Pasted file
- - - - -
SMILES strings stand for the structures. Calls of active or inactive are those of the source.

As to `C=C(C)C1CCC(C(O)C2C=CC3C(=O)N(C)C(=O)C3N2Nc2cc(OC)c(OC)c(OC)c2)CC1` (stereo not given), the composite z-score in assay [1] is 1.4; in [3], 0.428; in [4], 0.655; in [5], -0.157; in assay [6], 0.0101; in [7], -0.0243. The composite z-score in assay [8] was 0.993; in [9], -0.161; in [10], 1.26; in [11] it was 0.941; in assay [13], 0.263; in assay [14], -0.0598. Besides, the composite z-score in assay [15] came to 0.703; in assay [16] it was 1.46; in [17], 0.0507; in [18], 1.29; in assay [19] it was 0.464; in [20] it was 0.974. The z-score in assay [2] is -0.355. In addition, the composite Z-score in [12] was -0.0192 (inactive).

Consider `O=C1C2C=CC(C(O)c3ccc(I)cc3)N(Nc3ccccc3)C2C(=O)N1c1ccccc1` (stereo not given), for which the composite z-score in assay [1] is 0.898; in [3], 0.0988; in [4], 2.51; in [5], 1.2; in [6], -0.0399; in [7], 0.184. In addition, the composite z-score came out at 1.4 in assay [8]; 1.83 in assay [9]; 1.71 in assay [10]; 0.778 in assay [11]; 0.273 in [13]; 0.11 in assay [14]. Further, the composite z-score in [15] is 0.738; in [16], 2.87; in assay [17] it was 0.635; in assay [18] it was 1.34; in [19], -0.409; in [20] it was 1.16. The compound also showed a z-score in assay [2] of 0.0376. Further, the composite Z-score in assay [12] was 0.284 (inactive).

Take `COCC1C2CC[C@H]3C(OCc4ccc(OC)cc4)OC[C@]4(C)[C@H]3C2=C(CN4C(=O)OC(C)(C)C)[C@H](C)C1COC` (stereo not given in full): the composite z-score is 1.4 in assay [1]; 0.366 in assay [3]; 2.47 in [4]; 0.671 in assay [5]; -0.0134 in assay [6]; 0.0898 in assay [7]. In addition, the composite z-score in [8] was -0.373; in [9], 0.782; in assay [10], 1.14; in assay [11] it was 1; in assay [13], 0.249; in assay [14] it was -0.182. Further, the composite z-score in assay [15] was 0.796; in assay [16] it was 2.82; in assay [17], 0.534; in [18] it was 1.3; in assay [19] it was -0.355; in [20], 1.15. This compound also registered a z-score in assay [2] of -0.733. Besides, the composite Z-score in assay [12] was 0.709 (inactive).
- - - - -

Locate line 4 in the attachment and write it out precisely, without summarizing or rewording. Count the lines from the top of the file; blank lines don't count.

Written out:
Take `COCC1C2CC[C@H]3C(OCc4ccc(OC)cc4)OC[C@]4(C)[C@H]3C2=C(CN4C(=O)OC(C)(C)C)[C@H](C)C1COC` (stereo not given in full): the composite z-score is 1.4 in assay [1]; 0.366 in assay [3]; 2.47 in [4]; 0.671 in assay [5]; -0.0134 in assay [6]; 0.0898 in assay [7]. In addition, the composite z-score in [8] was -0.373; in [9], 0.782; in assay [10], 1.14; in assay [11] it was 1; in assay [13], 0.249; in assay [14] it was -0.182. Further, the composite z-score in assay [15] was 0.796; in assay [16] it was 2.82; in assay [17], 0.534; in [18] it was 1.3; in assay [19] it was -0.355; in [20], 1.15. This compound also registered a z-score in assay [2] of -0.733. Besides, the composite Z-score in assay [12] was 0.709 (inactive).